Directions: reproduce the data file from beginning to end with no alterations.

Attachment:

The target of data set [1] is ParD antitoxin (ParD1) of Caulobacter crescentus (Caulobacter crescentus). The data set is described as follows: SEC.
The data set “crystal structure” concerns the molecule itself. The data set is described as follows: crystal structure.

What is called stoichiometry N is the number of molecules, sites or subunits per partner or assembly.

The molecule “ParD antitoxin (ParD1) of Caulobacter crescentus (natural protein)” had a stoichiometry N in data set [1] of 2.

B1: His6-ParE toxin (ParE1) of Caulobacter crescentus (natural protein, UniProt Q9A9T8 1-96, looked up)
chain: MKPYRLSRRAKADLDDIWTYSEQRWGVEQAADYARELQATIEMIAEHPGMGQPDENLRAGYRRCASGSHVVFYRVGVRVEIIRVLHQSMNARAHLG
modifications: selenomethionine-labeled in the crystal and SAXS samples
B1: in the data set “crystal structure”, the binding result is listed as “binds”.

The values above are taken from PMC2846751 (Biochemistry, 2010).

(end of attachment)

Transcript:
The target of data set [1] is ParD antitoxin (ParD1) of Caulobacter crescentus (Caulobacter crescentus). The data set is described as follows: SEC.
The data set “crystal structure” concerns the molecule itself. The data set is described as follows: crystal structure.

What is called stoichiometry N is the number of molecules, sites or subunits per partner or assembly.

The molecule “ParD antitoxin (ParD1) of Caulobacter crescentus (natural protein)” had a stoichiometry N in data set [1] of 2.

B1: His6-ParE toxin (ParE1) of Caulobacter crescentus (natural protein, UniProt Q9A9T8 1-96, looked up)
chain: MKPYRLSRRAKADLDDIWTYSEQRWGVEQAADYARELQATIEMIAEHPGMGQPDENLRAGYRRCASGSHVVFYRVGVRVEIIRVLHQSMNARAHLG
modifications: selenomethionine-labeled in the crystal and SAXS samples
B1: in the data set “crystal structure”, the binding result is listed as “binds”.

The values above are taken from PMC2846751 (Biochemistry, 2010).